– CEO, President
For samples or pricing information:
Chesapeake Specialty Products, Inc.
5055 North Point Blvd.
Baltimore, MD 21219
Sales information or technical support:
(Blast Cleaning 1 million square feet)
On the Job
Hyundai Disc 250
Brake Disc No Coating
On the Job6
The Chesapeake Bay Bridge - MetGrain/METgrit.
On the Job7
Manhattan Bridge - Cleaned with Metgrain.
On the Job8
The Manhattan Bridge almost new again thanks to Metgrain.
On the Job9
The paint comes off fast with almost no dust.
On the Job1
Blasting with METgrit - Clean and Fast.
Water Tower Cleaned With Metgrain
Chesapeake Bay Bridge METgrain/METgrit
Blasting With METgrit - Clean And Fast
Oil Tanks Blasted Clean With METgrain
Lead Smelter The Ultimate Solution Some hazardouse slag abrasives may be treated with additives which buffers the acid to pass leachate test (TCLP).
Some cement kilns will process waste but concern of dust/debris if not properly handled as hazardous waste. Lead remains present even if in cement. Recycling of waste to smelter for reuse is ideal solution for DOT. The lead smelter recycler requires iron (fe) as flux, thus steel/iron/lead paint chips are an ideal smelter feed. No down stream lead liability if waste is manufactured into new batteries.
Lead waste becomes a resource rather than liability.
For lead recycling contact:
Lead Recycling Management
7600 West 110th Street, Suite 202
Overland Park, KS 66210
Attention: Mr. Michael Lerner
The Economical Way to Protect the Environment.
Contractor and Industry Shortcuts will cost us dearly for years to come!
The environmental laws are not being equitably enforced. Sand and coal slag blasting is still the accepted practice in many structural steel repainting operations throughout the United States under the trumped up excuse that open blasting with dusty one use abrasive is necessary to remain competitive. Virtually all states still tolerate open blasting. State and Federal authorities still have not mandated total containment or the use of recyclable non-dusting metallic abrasives for blast cleaning in spite of proven environmental and economic advantages to recyclable metallic abrasives. The State of California is reputed to be tough on environmental issues, yet it has a mandated procedure that unwittingly approves dusty, mineral abrasive which often contains excessive quantities of restricted elements under the so called "Qualified Products List" (QPL) for open blast cleaning!
The only way to protect both workers and the environment is to pass legislation requiring the following points to be incorporated, (and monitored after award), in all future bid document specifications:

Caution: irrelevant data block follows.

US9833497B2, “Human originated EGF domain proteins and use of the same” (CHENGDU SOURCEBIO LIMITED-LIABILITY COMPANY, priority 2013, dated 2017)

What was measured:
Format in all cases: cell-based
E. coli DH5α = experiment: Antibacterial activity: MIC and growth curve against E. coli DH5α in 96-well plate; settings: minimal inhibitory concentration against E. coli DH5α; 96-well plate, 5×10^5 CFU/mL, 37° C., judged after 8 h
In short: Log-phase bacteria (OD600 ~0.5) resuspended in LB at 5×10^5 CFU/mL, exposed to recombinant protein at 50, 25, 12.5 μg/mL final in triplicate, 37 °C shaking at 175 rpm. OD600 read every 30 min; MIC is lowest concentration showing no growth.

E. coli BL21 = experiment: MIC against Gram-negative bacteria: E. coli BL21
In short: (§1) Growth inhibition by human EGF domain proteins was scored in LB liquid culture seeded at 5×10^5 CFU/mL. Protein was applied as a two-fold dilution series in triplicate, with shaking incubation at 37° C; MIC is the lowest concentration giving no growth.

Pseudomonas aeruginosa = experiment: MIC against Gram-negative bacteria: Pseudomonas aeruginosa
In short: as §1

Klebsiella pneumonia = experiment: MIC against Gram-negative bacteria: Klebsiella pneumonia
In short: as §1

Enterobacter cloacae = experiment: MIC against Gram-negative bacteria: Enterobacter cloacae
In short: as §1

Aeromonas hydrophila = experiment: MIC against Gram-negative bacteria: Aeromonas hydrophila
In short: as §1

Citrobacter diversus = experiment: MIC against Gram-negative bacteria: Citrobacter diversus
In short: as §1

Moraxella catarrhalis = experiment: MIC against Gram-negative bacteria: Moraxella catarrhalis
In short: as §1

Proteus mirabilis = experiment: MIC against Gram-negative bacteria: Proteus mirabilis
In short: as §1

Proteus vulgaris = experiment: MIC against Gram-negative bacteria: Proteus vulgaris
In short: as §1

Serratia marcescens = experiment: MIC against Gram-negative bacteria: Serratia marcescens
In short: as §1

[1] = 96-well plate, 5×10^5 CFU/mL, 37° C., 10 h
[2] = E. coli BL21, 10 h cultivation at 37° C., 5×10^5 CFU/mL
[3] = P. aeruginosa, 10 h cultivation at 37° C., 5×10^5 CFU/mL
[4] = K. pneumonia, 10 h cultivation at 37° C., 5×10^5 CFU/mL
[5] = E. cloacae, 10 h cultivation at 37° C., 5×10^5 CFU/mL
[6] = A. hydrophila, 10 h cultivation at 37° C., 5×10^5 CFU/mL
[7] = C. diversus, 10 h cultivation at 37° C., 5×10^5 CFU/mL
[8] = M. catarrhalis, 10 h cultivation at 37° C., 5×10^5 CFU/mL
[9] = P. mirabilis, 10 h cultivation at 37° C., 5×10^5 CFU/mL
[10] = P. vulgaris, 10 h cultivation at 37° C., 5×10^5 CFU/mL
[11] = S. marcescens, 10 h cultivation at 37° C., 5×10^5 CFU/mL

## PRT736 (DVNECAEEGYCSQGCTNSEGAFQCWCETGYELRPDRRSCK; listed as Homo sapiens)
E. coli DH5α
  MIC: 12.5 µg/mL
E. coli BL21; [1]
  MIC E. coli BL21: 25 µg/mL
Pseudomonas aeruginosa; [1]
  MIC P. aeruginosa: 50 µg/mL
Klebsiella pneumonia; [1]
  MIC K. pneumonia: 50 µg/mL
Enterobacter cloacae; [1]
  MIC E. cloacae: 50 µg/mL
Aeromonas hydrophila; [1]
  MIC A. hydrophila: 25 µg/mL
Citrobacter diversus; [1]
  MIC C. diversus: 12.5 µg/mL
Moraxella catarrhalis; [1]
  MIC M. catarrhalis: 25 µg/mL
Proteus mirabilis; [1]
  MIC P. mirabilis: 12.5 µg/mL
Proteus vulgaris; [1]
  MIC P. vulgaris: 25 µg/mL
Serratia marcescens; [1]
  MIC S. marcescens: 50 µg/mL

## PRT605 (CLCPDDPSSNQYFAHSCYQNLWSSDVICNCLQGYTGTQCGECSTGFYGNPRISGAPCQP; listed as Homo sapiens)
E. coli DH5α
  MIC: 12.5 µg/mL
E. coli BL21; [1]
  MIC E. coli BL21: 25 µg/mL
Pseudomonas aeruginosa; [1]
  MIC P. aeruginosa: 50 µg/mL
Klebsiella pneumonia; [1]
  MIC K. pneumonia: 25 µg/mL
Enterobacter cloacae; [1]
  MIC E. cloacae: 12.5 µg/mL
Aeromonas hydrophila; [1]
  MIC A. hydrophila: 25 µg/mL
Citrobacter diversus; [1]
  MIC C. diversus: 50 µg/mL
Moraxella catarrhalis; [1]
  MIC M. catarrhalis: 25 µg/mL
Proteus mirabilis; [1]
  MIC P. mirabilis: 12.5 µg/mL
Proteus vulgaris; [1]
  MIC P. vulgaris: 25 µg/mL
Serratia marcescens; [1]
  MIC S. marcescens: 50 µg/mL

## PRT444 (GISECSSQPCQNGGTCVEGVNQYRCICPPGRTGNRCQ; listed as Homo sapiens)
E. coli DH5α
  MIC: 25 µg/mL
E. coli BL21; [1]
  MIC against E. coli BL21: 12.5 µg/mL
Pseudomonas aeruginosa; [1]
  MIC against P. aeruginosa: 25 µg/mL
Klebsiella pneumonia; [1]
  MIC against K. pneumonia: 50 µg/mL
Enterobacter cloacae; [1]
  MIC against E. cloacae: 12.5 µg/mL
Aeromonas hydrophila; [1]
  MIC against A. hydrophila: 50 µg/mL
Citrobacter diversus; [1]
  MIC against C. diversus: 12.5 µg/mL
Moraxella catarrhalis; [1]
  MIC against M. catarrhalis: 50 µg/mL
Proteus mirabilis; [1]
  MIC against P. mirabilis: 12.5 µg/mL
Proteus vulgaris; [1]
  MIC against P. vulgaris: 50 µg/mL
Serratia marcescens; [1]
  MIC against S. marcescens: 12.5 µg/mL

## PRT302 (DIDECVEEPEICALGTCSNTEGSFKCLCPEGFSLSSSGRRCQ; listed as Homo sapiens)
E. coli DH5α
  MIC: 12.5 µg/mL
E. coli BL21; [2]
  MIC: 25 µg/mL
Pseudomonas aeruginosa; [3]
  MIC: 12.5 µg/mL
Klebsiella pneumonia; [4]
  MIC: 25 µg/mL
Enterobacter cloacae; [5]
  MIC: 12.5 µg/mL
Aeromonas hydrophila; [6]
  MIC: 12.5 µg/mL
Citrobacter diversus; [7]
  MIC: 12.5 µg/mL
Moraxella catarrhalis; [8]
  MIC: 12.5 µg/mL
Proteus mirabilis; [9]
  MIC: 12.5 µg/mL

Steel structure owners should: Protect the environment (minimize liability), provide safer working conditions for employees, preserve the structure, and complete the work in a cost effective manner.
|Coal Slag||Abrasive blasting using non-recyclable coal slag results in suffocating dust and thousands of tons of worthless, potentially hazardous blast debris. This hazardous debris must be recovered and then wasted, filling up scarce landfill space.
Recyclable metallic abrasive cleans faster then coal slag. Virtually no dust is generated and the metallic abrasive can be recovered and cleaned using automated blast recycling equipment for countless reuses.
|Garnet||While garnet can be reused three to five times, each additional use reduces productivity. Plus, garnet blasting creates a lot of dust. It is very expensive and waste recovery and disposal remains an issue.
Why fill our scarce landfills with unnecessary blast waste and cause thousands of unnecessary trucks on the highways?
Water jetting only removes the paint. The mill scale remains and the rust will return before the paint can be applied. The equipment for water jetting is extremely expensive and productivity is poor. Water jetting creates a disposal problem with thousands of gallons of contaminated water.
Metallic abrasive blast cleaning is twice as fast as water jetting. It removes the mill scale and imparts a profile in one step. Water jetting does neither.
Overcoating, or encapsulation of old lead-based paint, is bad science. Adding more paint that has a short life will only contribute to the amount of hazardous waste that must be removed later. In addition, there is the risk that structural defects will be covered over, leading to catastrophic failure of the structure. Overcoating is not lead abatement. It is a high cost, deferred maintenance program that creates additional hazardous waste and passes added costs to future administrations.
The Federal Government's Transportation Research Board (TRB) survey of 36 agencies involved in 4136 bridge rehabilitation projects proves that overcoating failed. Overcoating systems are more costly than total removal. Total removal of rust, mill scale, and paint is the acknowledged good painting practice for dealing with lead based paint on bridges.